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Without warning, the driver of a car in the other lane lost control of her vehicle, skidded across the icy road, slammed into Clark’s truck and rolled over her car. She died almost instantly.
The London, Ontario, farrier suffered neck and elbow injuries that have led to a big change in the way he handles his farrier business. In addition, the mental stress of being involved in a fatal accident has been traumatic.
“I couldn’t get near my impounded shoeing truck and tools for 2 weeks,” he says. “Luckily, Michigan farrier Matt Johnstone and other shoers loaned me tools. I continued to work, despite my aches, pains, numerous doctor appointments and physical therapy visits.”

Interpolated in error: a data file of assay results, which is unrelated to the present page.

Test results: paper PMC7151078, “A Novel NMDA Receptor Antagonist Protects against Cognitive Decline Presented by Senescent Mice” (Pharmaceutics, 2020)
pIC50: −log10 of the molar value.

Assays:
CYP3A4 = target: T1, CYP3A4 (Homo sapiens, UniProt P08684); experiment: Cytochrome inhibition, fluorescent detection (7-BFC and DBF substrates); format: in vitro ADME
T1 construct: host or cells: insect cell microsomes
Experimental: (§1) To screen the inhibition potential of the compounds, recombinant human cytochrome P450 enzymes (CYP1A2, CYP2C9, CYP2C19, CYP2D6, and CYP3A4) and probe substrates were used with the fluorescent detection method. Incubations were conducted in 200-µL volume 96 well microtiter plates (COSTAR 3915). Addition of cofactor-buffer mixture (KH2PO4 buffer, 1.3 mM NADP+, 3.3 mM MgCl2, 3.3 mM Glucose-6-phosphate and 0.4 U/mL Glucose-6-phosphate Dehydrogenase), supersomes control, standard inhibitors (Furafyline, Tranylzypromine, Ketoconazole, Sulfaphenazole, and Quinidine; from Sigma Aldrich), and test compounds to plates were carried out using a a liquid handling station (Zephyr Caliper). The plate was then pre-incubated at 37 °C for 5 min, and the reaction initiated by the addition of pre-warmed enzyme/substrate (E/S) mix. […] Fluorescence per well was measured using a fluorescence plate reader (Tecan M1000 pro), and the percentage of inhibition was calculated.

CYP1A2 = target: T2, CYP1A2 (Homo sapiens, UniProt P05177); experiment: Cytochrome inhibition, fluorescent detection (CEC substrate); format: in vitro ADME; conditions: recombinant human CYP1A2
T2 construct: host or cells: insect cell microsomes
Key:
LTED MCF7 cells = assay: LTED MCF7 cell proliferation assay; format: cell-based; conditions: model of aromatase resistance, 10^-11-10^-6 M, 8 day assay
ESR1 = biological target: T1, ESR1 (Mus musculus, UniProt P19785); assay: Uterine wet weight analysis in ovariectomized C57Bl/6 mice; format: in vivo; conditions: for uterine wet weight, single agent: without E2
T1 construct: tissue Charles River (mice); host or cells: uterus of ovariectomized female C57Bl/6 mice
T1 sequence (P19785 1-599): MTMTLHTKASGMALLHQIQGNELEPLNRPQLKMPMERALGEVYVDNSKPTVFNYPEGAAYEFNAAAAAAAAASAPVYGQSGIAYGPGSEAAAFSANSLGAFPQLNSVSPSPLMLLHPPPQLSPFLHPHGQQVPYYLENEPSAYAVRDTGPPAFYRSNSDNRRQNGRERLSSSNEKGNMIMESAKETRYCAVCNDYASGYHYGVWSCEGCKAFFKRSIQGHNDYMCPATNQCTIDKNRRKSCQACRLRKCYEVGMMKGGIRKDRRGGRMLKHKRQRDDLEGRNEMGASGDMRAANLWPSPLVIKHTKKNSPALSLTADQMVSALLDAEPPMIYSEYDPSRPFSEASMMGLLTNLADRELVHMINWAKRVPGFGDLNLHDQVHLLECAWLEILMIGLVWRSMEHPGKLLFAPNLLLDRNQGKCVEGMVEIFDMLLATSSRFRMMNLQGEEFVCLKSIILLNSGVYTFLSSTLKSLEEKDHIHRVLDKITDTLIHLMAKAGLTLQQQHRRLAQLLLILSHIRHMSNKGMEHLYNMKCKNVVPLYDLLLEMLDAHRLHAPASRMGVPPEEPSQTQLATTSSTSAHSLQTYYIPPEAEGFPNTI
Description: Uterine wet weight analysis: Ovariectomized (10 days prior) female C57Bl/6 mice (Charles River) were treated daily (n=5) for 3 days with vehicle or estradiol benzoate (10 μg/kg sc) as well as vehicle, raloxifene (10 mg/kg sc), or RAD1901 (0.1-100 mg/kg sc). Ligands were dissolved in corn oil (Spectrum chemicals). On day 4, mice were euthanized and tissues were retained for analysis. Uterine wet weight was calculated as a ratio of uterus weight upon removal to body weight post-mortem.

Clark could not use his shoeing truck for 3 months and worked out of a minivan. “Lots of my horses had their shoes reset since I didn’t have the proper equipment to fit and nail on new shoes,” he says. “My clients understood what was happening and resets were okay since it was the winter season.”
Today, Clark is back shoeing full-time. But he has the added cost of using more apprentices to handle the work.
“Working my way through the insurance situation has been like moving in slow motion,” says Clark. “Those people make you feel like a criminal when you haven’t done anything wrong.
“They wanted to know…